SESIIDAE - CLEARWING MOTHS
The Clearwings are a distinctive group of day-flying moths as likely to be mistaken for wasps as recognised as Lepidoptera. In fact many species are active mimics of Hymenoptera and the resemblance can be startling. Typically the wings are hyaline and the abdomen banded, and in most cases they are boldly-coloured. The family is distributed worldwide with about 1000 species described, reaching their greatest diversity in tropical regions.
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Clearwings have scales appressed to the surface of the head and large external ocelli. Antennae may be filiform, pectinate or bipectinate, though they are frequently swollen towards their apices, forming a setose tip. Proboscis lacks scaling at the base and occasionally is reduced. Maxillary palps are tiny (1 to 3 segments) and labial palps are upcurved. Tibial spur formula 0-2-4 and epiphysis is present, tufts of scales sometimes present where tibial spurs arise. Forwings elongate and narrow, especially at the base and at least partially hyaline (though rarely fully scaled). In forewing veins R4 and R5 arise from a long stalk, CuP is absent and 1A + 2A is short, lying in a longitudinal fold in the wing. Hindwing is broader than the forewing. Veins Sc + R1 and Rs are parallel and close together in a costal fold. Vein M3 and CuA1 are stalked. A1 of the anal veins is usually barely visible, indicated by a line of scales, A2 is conspicuous and A3 and A4 are short but distinct. There is a frenulum-retinacular wing coupling system and in addition the anal area of the forewing folds downwards to interlock with an upturned costal fold on the hindwing. A forewing metathoracic locking device is present. Abdomen tapers posteriorly and may be narrowed basally. Ovipositor may be extensile or non-extensile. Wing transparency has arisen separately in various branches of the family and may be achieved by loss of deciduous scales shortly after emergence, presence of transparent scales or a complete absence of scales. (Scoble 1995).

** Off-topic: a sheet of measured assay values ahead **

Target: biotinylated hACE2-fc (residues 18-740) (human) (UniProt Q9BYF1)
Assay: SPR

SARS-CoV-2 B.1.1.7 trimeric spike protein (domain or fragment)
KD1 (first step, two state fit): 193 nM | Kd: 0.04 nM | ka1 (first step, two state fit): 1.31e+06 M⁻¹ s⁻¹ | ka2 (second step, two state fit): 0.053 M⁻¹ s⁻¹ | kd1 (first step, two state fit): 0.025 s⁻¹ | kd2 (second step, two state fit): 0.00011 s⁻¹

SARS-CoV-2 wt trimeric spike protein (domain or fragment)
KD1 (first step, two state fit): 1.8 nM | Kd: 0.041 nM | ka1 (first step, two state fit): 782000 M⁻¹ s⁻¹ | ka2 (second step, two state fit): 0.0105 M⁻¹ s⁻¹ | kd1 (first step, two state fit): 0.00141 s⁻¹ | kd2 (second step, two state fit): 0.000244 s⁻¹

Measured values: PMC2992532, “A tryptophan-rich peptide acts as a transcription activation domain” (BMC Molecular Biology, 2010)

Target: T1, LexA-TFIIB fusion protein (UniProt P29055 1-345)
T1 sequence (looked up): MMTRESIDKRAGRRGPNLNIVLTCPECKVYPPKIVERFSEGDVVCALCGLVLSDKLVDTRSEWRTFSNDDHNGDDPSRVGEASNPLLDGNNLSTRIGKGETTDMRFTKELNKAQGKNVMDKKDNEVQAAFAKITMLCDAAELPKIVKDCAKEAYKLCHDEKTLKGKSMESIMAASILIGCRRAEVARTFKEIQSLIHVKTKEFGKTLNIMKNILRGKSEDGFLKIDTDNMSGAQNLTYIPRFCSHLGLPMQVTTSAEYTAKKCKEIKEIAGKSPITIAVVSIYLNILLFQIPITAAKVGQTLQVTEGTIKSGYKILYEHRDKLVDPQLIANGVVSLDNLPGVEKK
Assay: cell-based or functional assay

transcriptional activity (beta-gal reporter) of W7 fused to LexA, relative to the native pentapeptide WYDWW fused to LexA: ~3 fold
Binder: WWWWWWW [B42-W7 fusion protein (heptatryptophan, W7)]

Eggs are generally laid in crevices on the foodplant but may be dropped on the ground nearby. Larvae are generally borers in tree trunks, branches or roots or occasionally in stems of herbaceous plants or even galls. Cocoons are formed in some species and pupation usually occurs within the tunnel constructed in the food plant. The larvae is hypognathous or slightly prognathous. Prolegs are reduced, though a full complement is present. In the pupa a double row of dorsal spines is present (on A2-A7 in males and A2-A6 in females) with a single row on A8-A10. The pupa protrudes from the larval tunnel prior to emergence. There is no distinct cremaster. (Scoble 1995).
The Sesiidae are classified into three subfamilies.
Paranthreninae - This assemblage may represent an unnatural grouping of unspecialised Sesiids and is by far the largest subfamily. Its monophyly has not been satisfactorily proven.
Sesiinae - Possesses the greatest number of derived characters such as a fused uncus and tegumen in the male genitalia.
Tinthiinae - Primitive with antennae not swollen distally and which mat be pectinate, bipectinate or filiform. Males lack a gnathos in their genitalia.
Superfamily Sesioidea: Family Sesiidae.
Designed by Paul Smith 2006.
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Photographs on this page were taken by Sergio Rios and Andres Contreras and are used with their permission.
FIGURE 1 - Unidentified sp - Pilar, Departamento Ñeembucú (Andres Contreras 2010).
FIGURE 2 - Carmenta sp - Asunción, Departamento Central (Sergio Rios January 2011).
FIGURE 3 - Melittia sp - Asunción, Departamento Central (Sergio Rios January 2011).